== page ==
Stressed-out and smoking in Hong Kong

| June 24, 2014

Many Hong Kong women take to cigarettes because of stress, according to a story in The Standard, quoting the Council on Smoking and Health.

And 60 percent of them don’t even think about quitting.

According to government census figures, there were at least 96,800 women smokers in 2012, compared with 56,100 in 1990.

And according to the government’s Thematic Household Survey Report, about 60 percent of female smokers had never tried to quit.

In a two-part study, the council and the University of Hong Kong looked into the cases of 73 female smokers in 2010 and surveyed 3,306 more women who were smoked, had quit or had not started in 2011–2012.

Researchers said the first part of the survey indicated that stress and moods were among the main reasons why women started and continued smoking.

In the second part, 45 percent of 1,274 current and former smokers said they started to smoke because of curiosity and 37 percent blamed peer influence.

William Li Ho-cheung, assistant professor at the HKU School of Nursing, said about 15 percent took up smoking due to emotional reasons that included feeling sad or bored (7.5 percent), being under pressure (4.9 percent) and needing to control negative emotions (2.2 percent).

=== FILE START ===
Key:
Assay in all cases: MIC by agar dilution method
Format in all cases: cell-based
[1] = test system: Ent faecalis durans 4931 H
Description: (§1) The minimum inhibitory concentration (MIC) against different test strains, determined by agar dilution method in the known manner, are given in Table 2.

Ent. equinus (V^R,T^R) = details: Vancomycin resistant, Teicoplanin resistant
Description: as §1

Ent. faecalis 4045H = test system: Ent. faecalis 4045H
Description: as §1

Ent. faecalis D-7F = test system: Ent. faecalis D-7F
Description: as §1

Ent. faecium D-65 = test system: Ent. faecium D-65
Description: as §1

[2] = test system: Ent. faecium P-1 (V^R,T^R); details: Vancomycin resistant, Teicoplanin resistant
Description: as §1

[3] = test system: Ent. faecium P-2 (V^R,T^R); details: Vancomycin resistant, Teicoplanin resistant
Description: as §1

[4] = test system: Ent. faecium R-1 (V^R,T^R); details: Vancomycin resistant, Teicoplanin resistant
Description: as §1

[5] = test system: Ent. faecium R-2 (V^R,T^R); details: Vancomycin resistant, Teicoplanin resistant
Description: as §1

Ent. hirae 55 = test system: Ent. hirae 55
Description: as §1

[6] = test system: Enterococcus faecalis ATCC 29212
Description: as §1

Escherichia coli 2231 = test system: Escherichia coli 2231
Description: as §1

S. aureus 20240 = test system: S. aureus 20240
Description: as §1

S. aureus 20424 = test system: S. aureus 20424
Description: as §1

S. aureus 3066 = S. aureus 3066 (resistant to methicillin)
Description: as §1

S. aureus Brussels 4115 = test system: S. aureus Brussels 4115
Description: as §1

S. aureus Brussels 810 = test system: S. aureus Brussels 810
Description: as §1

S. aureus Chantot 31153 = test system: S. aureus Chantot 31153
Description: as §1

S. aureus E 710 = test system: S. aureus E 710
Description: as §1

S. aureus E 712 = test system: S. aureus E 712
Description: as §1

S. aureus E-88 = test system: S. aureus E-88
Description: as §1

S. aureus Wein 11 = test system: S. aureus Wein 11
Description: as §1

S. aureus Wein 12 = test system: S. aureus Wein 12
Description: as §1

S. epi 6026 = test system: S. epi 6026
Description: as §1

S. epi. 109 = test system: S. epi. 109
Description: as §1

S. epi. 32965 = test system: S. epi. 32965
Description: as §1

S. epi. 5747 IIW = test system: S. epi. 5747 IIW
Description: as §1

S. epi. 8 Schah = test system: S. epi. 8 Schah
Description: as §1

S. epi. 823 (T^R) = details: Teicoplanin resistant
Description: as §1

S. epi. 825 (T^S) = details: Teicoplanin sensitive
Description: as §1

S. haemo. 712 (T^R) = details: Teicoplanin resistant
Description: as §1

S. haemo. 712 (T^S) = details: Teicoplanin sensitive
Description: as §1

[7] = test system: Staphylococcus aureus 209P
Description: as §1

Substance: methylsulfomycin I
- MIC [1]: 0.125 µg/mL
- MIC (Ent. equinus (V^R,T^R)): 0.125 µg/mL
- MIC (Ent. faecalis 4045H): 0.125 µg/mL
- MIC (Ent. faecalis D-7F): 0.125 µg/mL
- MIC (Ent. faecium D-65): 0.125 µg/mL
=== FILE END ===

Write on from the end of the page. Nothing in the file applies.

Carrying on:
Council chairwoman Lisa Lau Man-man said there should be increased resources for smoking cessation services and more emotional support for female smokers.

Huge rise in e-cigarette use

| June 24, 2014

Almost 30 million people across Europe now use e-cigarettes, according to a Reuters News story.

The people who use these devices are most likely to be aged between 15 and 24. They are most likely to smoke tobacco regularly while trying to quit.

The rising number of e-cigarette users has led to a staggering growth in the availability of these products, with about 10 new brands coming to market every month.

Writing in the journal Tobacco Control, researchers in the U.S. said their findings underlined the size and speed of growth in the market for e-cigarettes, and the need for more research into their potential risks and benefits.

Ireland provides some plain-packs details

| June 23, 2014

Ireland is circulating through the World Trade Organization details of the bill it intends to enact in respect of the “retail packaging of all tobacco products, the appearance of cigarettes and the presentation of tobacco products.”